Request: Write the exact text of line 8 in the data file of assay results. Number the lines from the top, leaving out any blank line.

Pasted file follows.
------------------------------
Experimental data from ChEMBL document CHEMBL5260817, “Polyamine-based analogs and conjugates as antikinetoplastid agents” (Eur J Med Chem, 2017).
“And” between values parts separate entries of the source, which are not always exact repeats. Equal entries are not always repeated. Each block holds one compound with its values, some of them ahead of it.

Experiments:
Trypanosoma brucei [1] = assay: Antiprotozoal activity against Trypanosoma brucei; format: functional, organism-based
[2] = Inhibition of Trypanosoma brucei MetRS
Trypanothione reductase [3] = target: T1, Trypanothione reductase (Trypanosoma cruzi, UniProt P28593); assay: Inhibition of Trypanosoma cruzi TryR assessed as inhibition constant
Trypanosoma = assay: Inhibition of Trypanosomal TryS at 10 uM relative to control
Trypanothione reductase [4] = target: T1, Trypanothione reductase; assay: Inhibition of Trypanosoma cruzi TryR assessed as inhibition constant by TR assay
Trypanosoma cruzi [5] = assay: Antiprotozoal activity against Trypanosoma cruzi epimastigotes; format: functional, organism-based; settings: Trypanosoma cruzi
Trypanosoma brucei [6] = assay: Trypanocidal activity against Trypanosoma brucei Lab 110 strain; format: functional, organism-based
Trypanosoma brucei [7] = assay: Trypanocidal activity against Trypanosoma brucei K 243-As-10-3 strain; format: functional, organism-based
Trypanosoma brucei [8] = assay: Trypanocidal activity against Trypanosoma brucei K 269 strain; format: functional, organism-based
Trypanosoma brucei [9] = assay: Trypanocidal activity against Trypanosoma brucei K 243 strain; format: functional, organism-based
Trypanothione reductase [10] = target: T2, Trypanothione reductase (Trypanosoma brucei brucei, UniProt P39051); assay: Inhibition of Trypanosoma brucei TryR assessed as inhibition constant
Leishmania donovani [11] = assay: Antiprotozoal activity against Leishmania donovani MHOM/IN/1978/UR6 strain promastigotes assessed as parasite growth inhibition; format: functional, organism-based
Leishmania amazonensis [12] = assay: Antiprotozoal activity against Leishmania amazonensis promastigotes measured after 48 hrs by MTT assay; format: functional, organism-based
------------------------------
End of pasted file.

Trypanothione reductase [4] = target: T1, Trypanothione reductase; assay: Inhibition of Trypanosoma cruzi TryR assessed as inhibition constant by TR assay